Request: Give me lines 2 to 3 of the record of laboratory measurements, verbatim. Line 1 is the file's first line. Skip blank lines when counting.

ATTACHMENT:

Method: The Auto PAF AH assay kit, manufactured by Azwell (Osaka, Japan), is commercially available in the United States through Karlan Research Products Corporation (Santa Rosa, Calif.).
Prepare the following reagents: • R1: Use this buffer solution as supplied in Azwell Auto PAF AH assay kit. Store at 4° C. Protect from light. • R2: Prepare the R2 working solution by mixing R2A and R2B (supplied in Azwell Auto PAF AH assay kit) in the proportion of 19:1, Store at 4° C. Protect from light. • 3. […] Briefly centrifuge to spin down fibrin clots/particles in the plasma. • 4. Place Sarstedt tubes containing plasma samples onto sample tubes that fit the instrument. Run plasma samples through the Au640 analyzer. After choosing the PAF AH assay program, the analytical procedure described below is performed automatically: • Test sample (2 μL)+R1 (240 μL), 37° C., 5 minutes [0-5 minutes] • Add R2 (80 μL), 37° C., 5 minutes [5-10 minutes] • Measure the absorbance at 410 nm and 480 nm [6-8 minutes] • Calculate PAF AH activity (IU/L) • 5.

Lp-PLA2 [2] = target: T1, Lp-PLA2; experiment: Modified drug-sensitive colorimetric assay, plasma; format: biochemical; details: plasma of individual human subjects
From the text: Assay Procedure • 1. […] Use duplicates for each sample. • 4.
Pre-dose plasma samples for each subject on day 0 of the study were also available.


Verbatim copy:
Prepare the following reagents: • R1: Use this buffer solution as supplied in Azwell Auto PAF AH assay kit. Store at 4° C. Protect from light. • R2: Prepare the R2 working solution by mixing R2A and R2B (supplied in Azwell Auto PAF AH assay kit) in the proportion of 19:1, Store at 4° C. Protect from light. • 3. […] Briefly centrifuge to spin down fibrin clots/particles in the plasma. • 4. Place Sarstedt tubes containing plasma samples onto sample tubes that fit the instrument. Run plasma samples through the Au640 analyzer. After choosing the PAF AH assay program, the analytical procedure described below is performed automatically: • Test sample (2 μL)+R1 (240 μL), 37° C., 5 minutes [0-5 minutes] • Add R2 (80 μL), 37° C., 5 minutes [5-10 minutes] • Measure the absorbance at 410 nm and 480 nm [6-8 minutes] • Calculate PAF AH activity (IU/L) • 5.

Lp-PLA2 [2] = target: T1, Lp-PLA2; experiment: Modified drug-sensitive colorimetric assay, plasma; format: biochemical; details: plasma of individual human subjects